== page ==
Peer-reviewed / Review and Analysis / People
Credit: Please credit ‘The Lancet’
Peer-reviewed / Review and Analysis / People
The Lancet: Alarming new projections reveal soaring health risks of persistent global inaction over the climate emergency
- New global projections in the 8th annual report of the Lancet Countdown on Health and Climate Change reveal the grave and mounting threat to health of further delayed action on climate change, with the world likely to experience a 4.7-fold increase in heat-related deaths by mid-century.
- Report also highlights how climate inaction is costing lives and livelihoods today. In 2022, individuals were, on average, exposed to 86 days of health-threatening high temperatures, of which 60% were made at least twice as likely to occur because of human-caused climate change.
- Authors call out “negligence” of governments, companies, and banks who continue investing in oil and gas as the challenges and costs of adaptation soar, and the world approaches irreversible harm. They warn that without profound and swift mitigation to tackle the root causes of climate change, the health of humanity is at grave risk.
- New regional section of the report highlights the different and unequal experience of the health impacts of climate change, and who is benefiting from climate change adaptation and the health co-benefits of the clean energy transition so far. Authors outline the opportunity that a just energy transition offers to reduce health inequities and improve the health and wellbeing of all populations.
- Authors argue the stark findings must force urgent health-centred climate action to shift the global economy to a zero-carbon footing while delivering “transformative opportunities” to improve the health of world populations through improved energy access and security, cleaner air, safer drinking water, healthier diets and lifestyles, and more liveable cities.
**For comparative regional data see table 2 in the Appendix**
**Press kit available incl. country data & infographics – see Notes to Editors**
New data reveal the catastrophic threat to the health and survival of billions of people all over the world, and to successful adaptation efforts, from any further delays in action to limit temperature increase to 1.5°C above pre-industrial levels, according to the 2023 Report of The Lancet Countdown on Health and Climate Change: The imperative for a health-centred response in a world facing irreversible harms.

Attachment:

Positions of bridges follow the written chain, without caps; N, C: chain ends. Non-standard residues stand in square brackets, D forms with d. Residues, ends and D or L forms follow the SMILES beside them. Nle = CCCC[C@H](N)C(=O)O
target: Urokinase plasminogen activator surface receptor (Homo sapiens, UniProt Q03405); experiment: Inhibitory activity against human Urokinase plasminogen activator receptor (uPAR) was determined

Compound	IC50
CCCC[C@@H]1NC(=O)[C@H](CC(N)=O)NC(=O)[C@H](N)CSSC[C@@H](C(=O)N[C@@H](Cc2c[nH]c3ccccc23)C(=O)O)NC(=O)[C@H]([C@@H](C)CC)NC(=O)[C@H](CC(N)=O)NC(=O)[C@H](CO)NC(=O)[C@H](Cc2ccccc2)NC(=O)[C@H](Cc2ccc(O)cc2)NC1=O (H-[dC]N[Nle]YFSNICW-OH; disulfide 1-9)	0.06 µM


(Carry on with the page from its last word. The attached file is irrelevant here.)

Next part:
With the world currently on track for 2.7°C of heating by 2100, and energy-related emissions reaching a new record high in 2022, the lives of current and future generations hang in the balance.
“Our health stocktake reveals that the growing hazards of climate change are costing lives and livelihoods worldwide today. Projections of a 2°C hotter world reveal a dangerous future, and are a grim reminder that the pace and scale of mitigation efforts seen so far have been woefully inadequate to safeguard people’s health and safety”, says Dr Marina Romanello, Executive Director of the Lancet Countdown at University College London. “With 1,337 tonnes of carbon dioxide still emitted every second, we aren’t reducing emissions anywhere near fast enough to keep climate hazards within the levels that our health systems can cope with. There is an enormous human cost to inaction, and we can’t afford this level of disengagement – we are paying in lives. Every moment we delay makes the path to a liveable future more difficult and adaptation increasingly costly and challenging.” 
The 8th Lancet Countdown report led by University College London represents the work of 114 leading experts from 52 research institutions and UN agencies around the world including the World Health Organisation (WHO) and the World Meteorological Organisation (WMO), providing the most up-to-date assessment of the links between health and climate change. Published ahead of the 28th UN Conference of the Parties (COP), the report presents 47 indicators that include new and improved metrics that monitor household air pollution, financing of fossil fuels, and engagement from international organisations on the health co-benefits of climate mitigation.
“There is still room for hope”, says Dr Romanello. “The health focus at COP28 is the opportunity of our lifetime to secure commitments and action. If climate negotiations drive an equitable and rapid phase out of fossils fuels, accelerate mitigation, and support adaptation efforts for health, the ambitions of the Paris Agreement to limit global heating to 1.5 °C are still achievable, and a prosperous healthy future lies within reach. Unless such progress materialises, the growing emphasis on health within climate change negotiations risks being just empty words, with each fraction of a degree of heating exacerbating the harms felt by billions of people alive today and the generations to come.” 
Climate inaction is already costing lives and livelihoods
The failure to seriously mitigate climate change is self-evident, with health-related losses and damages soaring globally. In 2023, the world experienced the hottest global temperatures in over 100,000 years, and heat records were broken on every continent, exposing people all over the world to deadly harms.